Segment Two: The Chronic Illness Trajectory
There are two important notions in relation to understanding your response to and your management of your chronic illness:
The Trajectory Framework Of Corbin & Strauss
For a full discussion of the work of Juliet Corbin, RN, PhD and Anselm Strauss, Ph.D. - both from the School of Nursing at the University of California, San Francisco - you may consult the references at the end of this chronic illness unit. Their key concepts (properties, types of work, biography, and phases) follow.
Properties. There are two properties of an illness trajectory - duration and work. The duration of a chronic illness is the life span of the individual - but that is an unknown which varies person to person - which only serves to add to the uncertainty of the disease. The work of the trajectory involves all of the activities, behavior, effort and energy required to deal with not only the illness itself, but also its necessary treatment and management strategies.
Types of Work. This notion of a chronic illness being "work" is further defined into 5 different types, depicted on the slide below:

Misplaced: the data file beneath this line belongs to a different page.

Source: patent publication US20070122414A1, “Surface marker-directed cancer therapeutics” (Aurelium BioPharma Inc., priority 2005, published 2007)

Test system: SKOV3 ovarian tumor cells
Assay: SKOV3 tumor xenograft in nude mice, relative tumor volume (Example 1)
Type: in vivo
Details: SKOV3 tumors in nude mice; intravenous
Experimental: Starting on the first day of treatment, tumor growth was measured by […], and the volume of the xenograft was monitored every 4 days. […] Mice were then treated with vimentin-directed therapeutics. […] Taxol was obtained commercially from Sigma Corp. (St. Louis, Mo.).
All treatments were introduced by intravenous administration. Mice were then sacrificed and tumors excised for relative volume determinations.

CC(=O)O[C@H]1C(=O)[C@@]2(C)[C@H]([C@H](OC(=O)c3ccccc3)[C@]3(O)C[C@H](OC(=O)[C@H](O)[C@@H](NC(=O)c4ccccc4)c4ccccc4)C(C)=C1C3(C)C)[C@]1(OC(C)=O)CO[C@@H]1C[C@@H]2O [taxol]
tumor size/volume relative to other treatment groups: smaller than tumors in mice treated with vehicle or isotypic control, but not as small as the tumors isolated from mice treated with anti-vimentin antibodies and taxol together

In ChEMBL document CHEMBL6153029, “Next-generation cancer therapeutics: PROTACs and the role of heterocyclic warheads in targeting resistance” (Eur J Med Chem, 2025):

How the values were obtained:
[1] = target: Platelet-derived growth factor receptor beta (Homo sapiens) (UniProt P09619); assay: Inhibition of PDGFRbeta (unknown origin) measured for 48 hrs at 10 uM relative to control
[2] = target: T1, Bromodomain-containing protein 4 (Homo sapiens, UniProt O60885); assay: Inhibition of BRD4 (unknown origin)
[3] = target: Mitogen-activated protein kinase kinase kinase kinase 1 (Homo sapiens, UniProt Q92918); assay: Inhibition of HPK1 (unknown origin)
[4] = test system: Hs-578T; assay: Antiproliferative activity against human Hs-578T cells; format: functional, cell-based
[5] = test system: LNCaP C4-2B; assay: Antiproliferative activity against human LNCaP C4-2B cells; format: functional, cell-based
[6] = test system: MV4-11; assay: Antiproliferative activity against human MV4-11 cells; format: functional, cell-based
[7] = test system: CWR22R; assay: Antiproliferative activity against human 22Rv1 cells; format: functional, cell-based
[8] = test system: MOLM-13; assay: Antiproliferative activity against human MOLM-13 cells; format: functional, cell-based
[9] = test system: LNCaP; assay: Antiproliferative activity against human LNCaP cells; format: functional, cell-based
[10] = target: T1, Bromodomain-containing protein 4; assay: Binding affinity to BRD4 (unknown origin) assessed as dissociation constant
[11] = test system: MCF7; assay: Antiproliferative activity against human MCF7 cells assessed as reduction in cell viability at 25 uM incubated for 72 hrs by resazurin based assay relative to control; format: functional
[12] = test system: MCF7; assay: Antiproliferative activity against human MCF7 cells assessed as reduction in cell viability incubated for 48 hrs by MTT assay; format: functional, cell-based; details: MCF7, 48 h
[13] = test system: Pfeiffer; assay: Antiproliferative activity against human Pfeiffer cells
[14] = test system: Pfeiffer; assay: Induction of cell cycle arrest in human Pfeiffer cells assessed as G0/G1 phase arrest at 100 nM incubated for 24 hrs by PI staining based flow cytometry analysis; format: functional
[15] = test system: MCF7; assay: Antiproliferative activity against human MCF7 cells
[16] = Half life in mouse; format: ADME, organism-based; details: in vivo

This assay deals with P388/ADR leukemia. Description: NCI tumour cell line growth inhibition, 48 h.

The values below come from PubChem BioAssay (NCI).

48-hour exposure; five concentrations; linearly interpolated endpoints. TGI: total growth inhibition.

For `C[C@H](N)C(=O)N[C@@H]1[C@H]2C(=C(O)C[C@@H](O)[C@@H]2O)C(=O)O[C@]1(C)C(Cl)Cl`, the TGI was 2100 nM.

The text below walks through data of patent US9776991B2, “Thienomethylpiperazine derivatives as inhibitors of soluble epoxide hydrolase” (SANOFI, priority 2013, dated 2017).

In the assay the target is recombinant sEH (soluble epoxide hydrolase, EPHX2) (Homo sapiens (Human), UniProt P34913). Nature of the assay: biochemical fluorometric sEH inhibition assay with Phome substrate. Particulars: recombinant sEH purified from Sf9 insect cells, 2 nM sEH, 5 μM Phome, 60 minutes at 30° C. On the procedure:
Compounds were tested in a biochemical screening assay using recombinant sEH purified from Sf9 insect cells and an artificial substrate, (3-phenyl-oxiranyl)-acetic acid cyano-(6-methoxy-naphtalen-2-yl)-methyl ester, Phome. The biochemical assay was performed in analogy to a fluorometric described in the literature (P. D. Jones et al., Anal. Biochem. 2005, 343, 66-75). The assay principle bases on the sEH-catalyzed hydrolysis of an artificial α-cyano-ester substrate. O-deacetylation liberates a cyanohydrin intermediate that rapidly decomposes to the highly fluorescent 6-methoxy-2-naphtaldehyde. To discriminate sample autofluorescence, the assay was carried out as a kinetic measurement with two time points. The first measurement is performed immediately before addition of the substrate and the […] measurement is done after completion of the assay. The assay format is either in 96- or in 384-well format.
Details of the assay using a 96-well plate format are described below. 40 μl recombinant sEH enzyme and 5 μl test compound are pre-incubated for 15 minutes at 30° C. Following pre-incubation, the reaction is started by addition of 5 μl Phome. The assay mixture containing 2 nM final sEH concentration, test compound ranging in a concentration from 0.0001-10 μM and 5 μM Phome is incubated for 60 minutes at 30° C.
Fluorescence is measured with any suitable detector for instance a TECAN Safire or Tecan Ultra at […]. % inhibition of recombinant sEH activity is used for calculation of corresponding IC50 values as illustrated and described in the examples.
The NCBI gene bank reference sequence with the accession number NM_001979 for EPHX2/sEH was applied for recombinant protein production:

Each type of work has its own unique component.
Of course your usual life work must go on as well. This is whatever it takes to maintain your family life, your work life, your student life, and you relationships with family, friends and community.
Clinical safety work involves adding the things you must do to keep your illness under control and avoid crises. This may involve regularly taking medications, regular visits to your physician and/or clinic, daily blood and/or blood pressure checks, meditation, prayers, etc.
Specific trajectory work involves keeping your mind's eye on what your future might hold and planning accordingly: should you buy long-term-care insurance?? Should you sell your large family home and move to a condominium as your illness progresses? To a retirement community? To assisted living? How will your chronic illness affect your future and how should you plan ahead for that? Who will be there and what will you need in times of acute flare-ups? Crises?
And, finally, you have to work on your "biography" - who am I now that I have this illness?? How is this going to change me as a person?
Are you tired, yet, from all of this work?!? Yes; that's what persons with chronic illness frequently feel: just tired out from the thought of it all!